Revenue Cycle Challenges in the Healthcare Industry Before and During COVID-19

Revenue cycle management occurs in the business and administrative side of healthcare. It combines patient data with the treatment they receive and other healthcare information. To understand how it works, a patient will schedule an appointment, and the healthcare staff will usually check the patient’s insurance coverage before their scheduled visit. After the patient receives their treatment, the healthcare provider will then categorize their treatment following ICD-10 codes. (ICD-10 stands for International Classification of Diseases, 10th Revision.)

Next, the healthcare provider will send the summary of care to the patient’s insurer to see what portion of care will their insurance cover. And finally, the healthcare provider will bill the patient for the remainder.

Revenue cycle management has been helping healthcare facilities organize their patient data and collect payment. However, it’s not infallible, hence healthcare providers must always look for ways to improve it. This period is particularly critical for them, with the pandemic and rising demands for care.

Factors Affecting the Revenue Cycle

The revenue cycle is made up of nine factors:

  1. Charge capture — medical services translated into billable charges
  2. Claim submission — billable fees charged to health insurance providers
  3. Coding — coding diagnosis and procedures in accordance with ICD-10
  4. Patient collections — computing patient balances and collecting payment
  5. Preregistration — collecting information before a patient’s appointment
  6. Registration — collecting ensuing patient information during their registration (the assignment of a medical record number, etc.)
  7. Remittance processing — applying or rejecting payments
  8. Third-party follow-up — collecting payments from health insurers
  9. Utilization review — analyzing the necessity of medical services

Many healthcare providers employ an innovative revenue cycle management software tool to store and organize their patients’ billing records. It streamlines every step in the cycle, reducing the time between providing a service and collecting payment. An RCM software also automates a number of duties that were once handled by employees. These include notifying patients about their appointments, reminding patients of their due balances, and communicating with insurers regarding claims.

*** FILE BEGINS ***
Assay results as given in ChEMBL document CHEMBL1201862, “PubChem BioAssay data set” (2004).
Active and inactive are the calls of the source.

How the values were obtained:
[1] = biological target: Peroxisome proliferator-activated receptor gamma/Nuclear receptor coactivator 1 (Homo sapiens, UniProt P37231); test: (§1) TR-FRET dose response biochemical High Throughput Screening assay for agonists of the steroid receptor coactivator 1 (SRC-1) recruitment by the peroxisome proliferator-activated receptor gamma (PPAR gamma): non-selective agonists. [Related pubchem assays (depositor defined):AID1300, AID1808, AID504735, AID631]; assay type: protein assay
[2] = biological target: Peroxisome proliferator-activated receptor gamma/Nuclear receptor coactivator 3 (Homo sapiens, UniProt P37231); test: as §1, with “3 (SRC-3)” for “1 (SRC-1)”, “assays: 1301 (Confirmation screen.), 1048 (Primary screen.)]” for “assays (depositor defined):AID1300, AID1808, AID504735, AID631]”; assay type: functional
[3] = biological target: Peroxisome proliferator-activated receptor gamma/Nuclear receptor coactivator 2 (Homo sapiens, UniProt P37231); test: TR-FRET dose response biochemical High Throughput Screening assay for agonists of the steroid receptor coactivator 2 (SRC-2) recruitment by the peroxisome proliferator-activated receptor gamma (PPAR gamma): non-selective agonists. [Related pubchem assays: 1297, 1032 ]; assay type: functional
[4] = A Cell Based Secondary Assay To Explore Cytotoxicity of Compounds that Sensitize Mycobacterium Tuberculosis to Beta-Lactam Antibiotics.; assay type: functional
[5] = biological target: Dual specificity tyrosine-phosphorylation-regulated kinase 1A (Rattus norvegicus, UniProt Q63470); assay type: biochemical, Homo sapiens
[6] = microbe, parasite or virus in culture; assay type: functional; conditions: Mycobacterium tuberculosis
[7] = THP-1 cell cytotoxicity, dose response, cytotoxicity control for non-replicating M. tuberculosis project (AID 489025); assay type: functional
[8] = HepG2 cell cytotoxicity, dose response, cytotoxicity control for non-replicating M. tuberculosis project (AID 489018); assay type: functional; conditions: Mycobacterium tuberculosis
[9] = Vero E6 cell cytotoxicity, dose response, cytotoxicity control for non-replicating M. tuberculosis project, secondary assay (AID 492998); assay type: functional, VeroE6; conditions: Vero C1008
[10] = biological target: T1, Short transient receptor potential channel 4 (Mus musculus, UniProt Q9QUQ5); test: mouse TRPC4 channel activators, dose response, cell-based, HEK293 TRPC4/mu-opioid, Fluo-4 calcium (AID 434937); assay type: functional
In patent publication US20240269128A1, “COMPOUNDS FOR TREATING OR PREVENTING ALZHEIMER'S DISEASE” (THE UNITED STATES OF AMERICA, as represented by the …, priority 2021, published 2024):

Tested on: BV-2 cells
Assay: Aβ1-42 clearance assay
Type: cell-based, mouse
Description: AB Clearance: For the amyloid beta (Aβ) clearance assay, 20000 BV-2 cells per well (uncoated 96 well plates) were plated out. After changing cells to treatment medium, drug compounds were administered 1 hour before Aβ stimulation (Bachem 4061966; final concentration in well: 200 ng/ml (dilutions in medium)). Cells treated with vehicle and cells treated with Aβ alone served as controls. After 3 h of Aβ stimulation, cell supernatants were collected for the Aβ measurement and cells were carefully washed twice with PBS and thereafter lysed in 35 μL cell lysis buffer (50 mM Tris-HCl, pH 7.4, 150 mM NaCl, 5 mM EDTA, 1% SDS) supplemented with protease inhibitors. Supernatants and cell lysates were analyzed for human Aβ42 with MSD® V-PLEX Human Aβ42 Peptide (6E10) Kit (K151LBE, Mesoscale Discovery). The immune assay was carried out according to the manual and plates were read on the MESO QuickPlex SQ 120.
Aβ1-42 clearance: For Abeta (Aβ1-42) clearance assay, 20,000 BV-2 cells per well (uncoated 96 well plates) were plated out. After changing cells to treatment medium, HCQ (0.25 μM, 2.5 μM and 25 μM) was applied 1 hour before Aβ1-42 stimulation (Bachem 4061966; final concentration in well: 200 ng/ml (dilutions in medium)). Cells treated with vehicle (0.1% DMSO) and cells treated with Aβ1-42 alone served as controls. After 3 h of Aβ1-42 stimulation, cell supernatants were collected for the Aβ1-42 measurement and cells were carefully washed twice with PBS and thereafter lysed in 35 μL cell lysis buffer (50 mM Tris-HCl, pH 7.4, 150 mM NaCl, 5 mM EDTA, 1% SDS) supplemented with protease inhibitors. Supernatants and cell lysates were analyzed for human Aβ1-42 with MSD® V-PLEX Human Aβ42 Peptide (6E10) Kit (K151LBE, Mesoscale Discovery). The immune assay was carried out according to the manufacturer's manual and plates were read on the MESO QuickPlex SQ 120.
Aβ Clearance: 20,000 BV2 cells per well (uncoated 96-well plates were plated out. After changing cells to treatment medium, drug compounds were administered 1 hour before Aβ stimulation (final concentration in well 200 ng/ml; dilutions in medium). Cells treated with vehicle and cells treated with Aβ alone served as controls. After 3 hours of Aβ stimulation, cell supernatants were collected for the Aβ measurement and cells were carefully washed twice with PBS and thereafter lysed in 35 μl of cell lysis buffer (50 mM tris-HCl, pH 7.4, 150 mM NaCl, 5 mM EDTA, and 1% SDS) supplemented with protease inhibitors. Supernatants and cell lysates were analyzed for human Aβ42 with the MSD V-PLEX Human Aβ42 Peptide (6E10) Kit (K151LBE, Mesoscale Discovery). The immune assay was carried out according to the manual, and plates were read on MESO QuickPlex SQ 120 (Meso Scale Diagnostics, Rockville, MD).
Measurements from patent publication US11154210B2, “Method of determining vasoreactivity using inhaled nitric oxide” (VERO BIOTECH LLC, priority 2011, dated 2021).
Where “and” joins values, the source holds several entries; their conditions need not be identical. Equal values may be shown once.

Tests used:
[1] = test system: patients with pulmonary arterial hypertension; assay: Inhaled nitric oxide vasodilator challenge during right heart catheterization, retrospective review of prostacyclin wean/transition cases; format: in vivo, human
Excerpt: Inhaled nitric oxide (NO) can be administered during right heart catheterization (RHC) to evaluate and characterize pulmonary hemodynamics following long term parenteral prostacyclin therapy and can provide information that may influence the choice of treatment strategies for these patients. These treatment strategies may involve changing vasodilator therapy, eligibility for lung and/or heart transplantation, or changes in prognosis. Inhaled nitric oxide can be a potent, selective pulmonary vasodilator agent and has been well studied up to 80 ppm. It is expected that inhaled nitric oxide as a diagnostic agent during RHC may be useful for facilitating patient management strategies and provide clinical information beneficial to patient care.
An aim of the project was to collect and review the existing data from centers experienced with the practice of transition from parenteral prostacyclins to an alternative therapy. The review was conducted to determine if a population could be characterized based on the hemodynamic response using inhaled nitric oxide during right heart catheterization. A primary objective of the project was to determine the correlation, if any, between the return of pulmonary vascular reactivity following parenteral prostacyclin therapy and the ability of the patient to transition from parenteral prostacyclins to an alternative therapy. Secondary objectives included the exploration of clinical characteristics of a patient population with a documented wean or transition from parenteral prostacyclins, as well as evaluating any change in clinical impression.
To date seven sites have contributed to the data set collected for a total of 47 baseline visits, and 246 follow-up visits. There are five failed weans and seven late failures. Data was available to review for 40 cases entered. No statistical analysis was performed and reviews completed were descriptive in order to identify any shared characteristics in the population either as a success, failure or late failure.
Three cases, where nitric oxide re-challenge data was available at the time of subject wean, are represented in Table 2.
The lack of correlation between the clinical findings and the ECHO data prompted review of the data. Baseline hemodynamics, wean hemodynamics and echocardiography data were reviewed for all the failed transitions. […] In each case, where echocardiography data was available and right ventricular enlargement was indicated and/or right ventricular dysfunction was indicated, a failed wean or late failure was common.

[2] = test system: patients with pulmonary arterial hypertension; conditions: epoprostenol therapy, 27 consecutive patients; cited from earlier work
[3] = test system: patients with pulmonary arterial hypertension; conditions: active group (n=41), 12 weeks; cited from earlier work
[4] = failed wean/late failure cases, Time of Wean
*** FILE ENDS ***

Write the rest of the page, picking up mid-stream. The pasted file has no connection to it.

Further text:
Top Challenges in the Revenue Cycle

  1. Billing and Collection Errors

As more patients become responsible for their out-of-pocket costs, hospitals need to ensure that they’re computing their bills correctly. But they can’t run their patients dry either, or they’d start switching providers.

According to Availity CEO Russ Thomas, hospitals must communicate with their patients about their bills at or before the point of service. If they only collect revenue long after the patient’s treatment, they’d accumulate bad debt and find it even harder to demand what they’re due.

  1. Health Information Tech Challenges

Some hospitals do not have the budget or infrastructure for modern or required technologies, such as electronic health records. Small rural hospitals particularly face this challenge the worst.

For this reason, the affected hospitals turn to consolidating or outsourcing. Others simply shut their doors. To mitigate this challenge, hospitals can seek guidance from information technology consultants and have an IT expert onsite at all times.

  1. Insufficient Staff Training

Top hospitals may use the most sophisticated RCM technology, but if they don’t train their staff enough, they will still fail in collecting the correct amount of revenue. The staff in charge of billing must master the first step in the revenue cycle, charge capture, so they can immediately determine the charges they can claim from insurers.

Gary Marlow, Vice President of Finance at Beverly Hospital and Addison Gilbert Hospital, stated that getting the most accurate information starts with patient scheduling and registration. It sets the groundwork where healthcare providers can bill claims and collect payments efficiently and effectively.

Therefore, every healthcare provider must train their staff, despite the additional costs it incurs. After all, it will save them more money in the long-run, not to mention it’s costlier to deal with bad debt.

  1. Erratic and Unpredictable Claim Volumes

This particular challenge emerged during the pandemic. Alpha Health conducted a national survey to study the impact COVID-19 has left on the revenue cycle of health systems and hospitals across the United States. 50.5% of the respondents reported that “Erratic and unpredictable claim volumes” were the leading revenue cycle issue they experienced.

Malinka Walaliyadde, Alpha Health’s co-founder and CEO, stated that health systems must act quickly to identify the gaps in claims-handling capacity and adjust their practices accordingly. Revenue cycle leaders may consider automation to improve their cycle operations moving forward. Their efforts will be crucial in ensuring the short-term and long-term health of their organizations, staff, and the communities they serve.

As new cases still rise every day despite the COVID-19 vaccines, many hospitals will likely continue experiencing these challenges. But thanks to technology and effective systems, they can reduce the impact of the challenges, provide patients with the quality of care they deserve, and receive what are due accordingly.